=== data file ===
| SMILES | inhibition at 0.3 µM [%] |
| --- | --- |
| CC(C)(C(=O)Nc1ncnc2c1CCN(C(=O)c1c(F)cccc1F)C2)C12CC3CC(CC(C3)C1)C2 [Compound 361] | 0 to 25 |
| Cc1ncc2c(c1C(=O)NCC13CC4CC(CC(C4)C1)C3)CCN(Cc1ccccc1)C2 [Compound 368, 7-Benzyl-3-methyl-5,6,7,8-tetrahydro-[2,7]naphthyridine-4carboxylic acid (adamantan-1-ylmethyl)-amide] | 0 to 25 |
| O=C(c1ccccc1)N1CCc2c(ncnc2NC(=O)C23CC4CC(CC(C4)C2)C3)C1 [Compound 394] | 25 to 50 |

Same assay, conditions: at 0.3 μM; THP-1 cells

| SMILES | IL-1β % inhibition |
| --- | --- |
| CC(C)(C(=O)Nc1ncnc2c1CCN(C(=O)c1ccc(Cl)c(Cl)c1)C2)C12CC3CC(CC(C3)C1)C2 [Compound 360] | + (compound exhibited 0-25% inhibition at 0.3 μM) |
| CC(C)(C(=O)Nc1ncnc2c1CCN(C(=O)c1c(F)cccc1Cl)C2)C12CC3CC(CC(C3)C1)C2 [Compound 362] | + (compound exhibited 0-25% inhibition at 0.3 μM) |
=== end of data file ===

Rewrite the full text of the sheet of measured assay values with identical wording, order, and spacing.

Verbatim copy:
| SMILES | inhibition at 0.3 µM [%] |
| --- | --- |
| CC(C)(C(=O)Nc1ncnc2c1CCN(C(=O)c1c(F)cccc1F)C2)C12CC3CC(CC(C3)C1)C2 [Compound 361] | 0 to 25 |
| Cc1ncc2c(c1C(=O)NCC13CC4CC(CC(C4)C1)C3)CCN(Cc1ccccc1)C2 [Compound 368, 7-Benzyl-3-methyl-5,6,7,8-tetrahydro-[2,7]naphthyridine-4carboxylic acid (adamantan-1-ylmethyl)-amide] | 0 to 25 |
| O=C(c1ccccc1)N1CCc2c(ncnc2NC(=O)C23CC4CC(CC(C4)C2)C3)C1 [Compound 394] | 25 to 50 |

Same assay, conditions: at 0.3 μM; THP-1 cells

| SMILES | IL-1β % inhibition |
| --- | --- |
| CC(C)(C(=O)Nc1ncnc2c1CCN(C(=O)c1ccc(Cl)c(Cl)c1)C2)C12CC3CC(CC(C3)C1)C2 [Compound 360] | + (compound exhibited 0-25% inhibition at 0.3 μM) |
| CC(C)(C(=O)Nc1ncnc2c1CCN(C(=O)c1c(F)cccc1Cl)C2)C12CC3CC(CC(C3)C1)C2 [Compound 362] | + (compound exhibited 0-25% inhibition at 0.3 μM) |